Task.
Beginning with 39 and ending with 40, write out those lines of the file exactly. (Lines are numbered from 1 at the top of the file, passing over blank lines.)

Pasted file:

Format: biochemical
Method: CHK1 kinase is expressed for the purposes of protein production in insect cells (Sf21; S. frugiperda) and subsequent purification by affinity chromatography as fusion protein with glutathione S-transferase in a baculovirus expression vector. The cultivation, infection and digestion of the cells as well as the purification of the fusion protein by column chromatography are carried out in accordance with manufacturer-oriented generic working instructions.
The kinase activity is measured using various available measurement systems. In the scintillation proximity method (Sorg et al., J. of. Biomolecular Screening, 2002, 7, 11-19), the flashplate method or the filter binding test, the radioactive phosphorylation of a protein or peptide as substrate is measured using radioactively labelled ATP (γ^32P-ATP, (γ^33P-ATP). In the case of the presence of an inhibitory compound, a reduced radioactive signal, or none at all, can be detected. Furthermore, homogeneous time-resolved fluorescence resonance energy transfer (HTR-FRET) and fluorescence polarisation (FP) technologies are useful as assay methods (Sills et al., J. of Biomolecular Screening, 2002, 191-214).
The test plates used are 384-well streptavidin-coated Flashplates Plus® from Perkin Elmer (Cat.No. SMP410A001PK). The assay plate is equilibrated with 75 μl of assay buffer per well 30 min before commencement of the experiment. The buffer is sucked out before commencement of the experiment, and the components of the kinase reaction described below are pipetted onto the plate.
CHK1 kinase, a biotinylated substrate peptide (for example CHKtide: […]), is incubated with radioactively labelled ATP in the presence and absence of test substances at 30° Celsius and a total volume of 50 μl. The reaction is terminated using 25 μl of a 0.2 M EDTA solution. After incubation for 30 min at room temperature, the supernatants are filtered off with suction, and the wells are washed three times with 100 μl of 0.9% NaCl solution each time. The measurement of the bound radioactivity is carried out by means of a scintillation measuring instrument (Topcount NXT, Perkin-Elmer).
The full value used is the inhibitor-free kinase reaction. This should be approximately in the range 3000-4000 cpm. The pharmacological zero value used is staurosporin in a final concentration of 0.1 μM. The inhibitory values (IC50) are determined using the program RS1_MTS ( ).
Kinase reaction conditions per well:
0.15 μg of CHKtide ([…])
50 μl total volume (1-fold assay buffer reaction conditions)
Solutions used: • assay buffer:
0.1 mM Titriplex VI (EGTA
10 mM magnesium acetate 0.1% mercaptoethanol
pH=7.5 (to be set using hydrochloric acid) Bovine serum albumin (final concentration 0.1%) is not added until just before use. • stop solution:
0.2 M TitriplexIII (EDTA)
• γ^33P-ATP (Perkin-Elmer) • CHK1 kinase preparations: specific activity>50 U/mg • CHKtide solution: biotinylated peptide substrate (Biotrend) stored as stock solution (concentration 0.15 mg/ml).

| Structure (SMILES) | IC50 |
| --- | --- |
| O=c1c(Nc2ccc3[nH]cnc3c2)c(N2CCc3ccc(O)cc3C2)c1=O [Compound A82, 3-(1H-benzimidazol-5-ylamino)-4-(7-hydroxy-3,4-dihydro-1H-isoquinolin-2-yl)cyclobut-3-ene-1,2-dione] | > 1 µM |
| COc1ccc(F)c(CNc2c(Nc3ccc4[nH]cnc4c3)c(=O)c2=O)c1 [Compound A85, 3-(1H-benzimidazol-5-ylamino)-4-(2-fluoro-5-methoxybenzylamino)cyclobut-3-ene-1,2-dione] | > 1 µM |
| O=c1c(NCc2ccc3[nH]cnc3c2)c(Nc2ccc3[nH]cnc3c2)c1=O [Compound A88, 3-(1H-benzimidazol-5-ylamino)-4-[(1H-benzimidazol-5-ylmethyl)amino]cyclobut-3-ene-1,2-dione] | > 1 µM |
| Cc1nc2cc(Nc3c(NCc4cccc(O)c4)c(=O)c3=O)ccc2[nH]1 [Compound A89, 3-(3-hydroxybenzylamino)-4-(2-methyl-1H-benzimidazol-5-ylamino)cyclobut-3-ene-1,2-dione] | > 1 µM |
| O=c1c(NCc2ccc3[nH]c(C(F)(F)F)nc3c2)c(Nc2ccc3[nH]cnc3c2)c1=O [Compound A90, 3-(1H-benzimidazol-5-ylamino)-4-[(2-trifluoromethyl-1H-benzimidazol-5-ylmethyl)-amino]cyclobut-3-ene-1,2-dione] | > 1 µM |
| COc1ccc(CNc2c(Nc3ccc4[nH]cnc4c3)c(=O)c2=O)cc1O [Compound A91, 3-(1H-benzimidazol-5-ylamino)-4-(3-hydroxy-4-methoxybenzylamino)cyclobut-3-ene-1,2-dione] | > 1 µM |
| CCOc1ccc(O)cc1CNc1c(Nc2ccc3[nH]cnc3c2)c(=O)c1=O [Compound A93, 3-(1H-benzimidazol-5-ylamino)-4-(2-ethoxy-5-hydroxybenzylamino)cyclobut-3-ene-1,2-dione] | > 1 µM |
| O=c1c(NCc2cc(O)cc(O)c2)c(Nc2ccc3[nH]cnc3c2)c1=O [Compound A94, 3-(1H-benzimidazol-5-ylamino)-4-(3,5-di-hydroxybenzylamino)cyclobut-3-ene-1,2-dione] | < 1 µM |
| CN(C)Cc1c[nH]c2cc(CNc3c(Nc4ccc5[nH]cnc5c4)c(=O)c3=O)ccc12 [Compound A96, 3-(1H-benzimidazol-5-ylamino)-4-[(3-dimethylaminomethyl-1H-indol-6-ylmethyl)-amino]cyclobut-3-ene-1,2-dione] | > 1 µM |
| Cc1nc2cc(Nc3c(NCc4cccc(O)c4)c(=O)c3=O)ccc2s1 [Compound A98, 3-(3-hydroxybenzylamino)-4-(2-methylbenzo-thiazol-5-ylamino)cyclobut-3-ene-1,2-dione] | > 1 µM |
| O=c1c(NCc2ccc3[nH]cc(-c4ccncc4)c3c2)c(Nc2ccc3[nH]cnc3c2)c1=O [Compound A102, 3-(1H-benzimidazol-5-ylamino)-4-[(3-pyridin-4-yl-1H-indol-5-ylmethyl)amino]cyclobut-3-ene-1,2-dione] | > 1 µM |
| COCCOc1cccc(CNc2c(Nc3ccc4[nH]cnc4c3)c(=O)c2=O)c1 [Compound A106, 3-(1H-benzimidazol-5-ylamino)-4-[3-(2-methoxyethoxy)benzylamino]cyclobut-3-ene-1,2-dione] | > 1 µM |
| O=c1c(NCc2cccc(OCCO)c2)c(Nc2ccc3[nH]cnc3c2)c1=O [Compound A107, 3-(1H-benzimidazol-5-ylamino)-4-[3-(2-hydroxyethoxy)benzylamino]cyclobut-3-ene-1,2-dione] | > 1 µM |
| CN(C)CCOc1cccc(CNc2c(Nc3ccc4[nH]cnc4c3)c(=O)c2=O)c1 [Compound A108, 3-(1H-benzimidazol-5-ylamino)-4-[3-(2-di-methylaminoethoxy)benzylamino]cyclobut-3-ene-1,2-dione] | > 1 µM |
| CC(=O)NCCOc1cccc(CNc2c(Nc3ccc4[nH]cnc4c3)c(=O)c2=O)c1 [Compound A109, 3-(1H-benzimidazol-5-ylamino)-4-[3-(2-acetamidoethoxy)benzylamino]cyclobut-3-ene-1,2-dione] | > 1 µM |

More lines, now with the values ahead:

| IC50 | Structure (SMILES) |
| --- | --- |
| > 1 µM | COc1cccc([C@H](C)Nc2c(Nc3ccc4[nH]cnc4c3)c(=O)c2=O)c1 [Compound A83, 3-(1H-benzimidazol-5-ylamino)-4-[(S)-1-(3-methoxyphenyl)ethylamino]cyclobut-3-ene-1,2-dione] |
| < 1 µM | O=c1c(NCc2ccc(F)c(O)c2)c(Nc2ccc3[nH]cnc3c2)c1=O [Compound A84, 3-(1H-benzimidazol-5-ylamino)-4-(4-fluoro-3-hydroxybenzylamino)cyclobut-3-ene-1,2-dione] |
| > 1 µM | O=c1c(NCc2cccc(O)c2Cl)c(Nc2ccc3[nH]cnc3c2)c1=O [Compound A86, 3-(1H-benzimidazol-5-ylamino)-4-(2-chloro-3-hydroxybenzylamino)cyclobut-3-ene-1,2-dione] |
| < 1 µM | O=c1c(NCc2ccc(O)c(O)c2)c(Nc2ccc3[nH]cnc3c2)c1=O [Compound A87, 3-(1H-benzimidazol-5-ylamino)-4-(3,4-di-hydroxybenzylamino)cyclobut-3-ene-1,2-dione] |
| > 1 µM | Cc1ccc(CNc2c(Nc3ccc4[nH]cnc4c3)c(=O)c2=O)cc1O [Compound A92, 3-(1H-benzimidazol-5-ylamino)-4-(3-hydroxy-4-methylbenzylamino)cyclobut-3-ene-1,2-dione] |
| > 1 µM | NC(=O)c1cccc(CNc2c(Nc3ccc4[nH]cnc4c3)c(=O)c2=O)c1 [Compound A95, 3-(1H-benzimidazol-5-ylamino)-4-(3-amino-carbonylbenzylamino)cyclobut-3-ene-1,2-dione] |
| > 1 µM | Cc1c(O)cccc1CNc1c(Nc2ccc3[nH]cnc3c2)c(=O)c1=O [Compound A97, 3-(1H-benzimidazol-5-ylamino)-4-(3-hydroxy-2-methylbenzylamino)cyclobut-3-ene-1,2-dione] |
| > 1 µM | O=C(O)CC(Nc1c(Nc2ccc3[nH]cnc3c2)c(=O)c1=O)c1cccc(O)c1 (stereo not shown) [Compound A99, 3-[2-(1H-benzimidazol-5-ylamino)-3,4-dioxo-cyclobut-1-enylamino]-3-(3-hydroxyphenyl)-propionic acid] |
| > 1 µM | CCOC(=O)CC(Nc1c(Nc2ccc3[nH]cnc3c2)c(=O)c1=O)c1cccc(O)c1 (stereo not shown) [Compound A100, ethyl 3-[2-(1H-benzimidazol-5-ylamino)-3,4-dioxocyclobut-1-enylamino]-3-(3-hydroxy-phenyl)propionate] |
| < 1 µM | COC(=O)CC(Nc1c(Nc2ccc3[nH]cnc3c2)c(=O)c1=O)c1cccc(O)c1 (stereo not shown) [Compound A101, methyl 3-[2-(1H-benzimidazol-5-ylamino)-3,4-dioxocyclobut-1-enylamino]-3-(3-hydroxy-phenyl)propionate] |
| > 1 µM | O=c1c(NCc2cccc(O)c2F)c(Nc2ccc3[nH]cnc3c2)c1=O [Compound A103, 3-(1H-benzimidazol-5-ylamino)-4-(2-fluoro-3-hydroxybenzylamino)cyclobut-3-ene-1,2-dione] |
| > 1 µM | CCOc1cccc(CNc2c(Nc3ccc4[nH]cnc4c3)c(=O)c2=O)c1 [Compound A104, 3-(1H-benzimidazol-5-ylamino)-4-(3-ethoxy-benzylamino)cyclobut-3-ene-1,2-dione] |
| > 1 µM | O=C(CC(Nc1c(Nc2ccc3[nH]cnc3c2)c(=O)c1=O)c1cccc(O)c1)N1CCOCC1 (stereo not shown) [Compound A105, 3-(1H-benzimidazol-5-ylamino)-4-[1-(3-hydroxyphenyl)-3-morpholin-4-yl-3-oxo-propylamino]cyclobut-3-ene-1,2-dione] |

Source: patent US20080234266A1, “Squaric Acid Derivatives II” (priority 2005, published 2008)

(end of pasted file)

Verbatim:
| < 1 µM | O=c1c(NCc2ccc(O)c(O)c2)c(Nc2ccc3[nH]cnc3c2)c1=O [Compound A87, 3-(1H-benzimidazol-5-ylamino)-4-(3,4-di-hydroxybenzylamino)cyclobut-3-ene-1,2-dione] |
| > 1 µM | Cc1ccc(CNc2c(Nc3ccc4[nH]cnc4c3)c(=O)c2=O)cc1O [Compound A92, 3-(1H-benzimidazol-5-ylamino)-4-(3-hydroxy-4-methylbenzylamino)cyclobut-3-ene-1,2-dione] |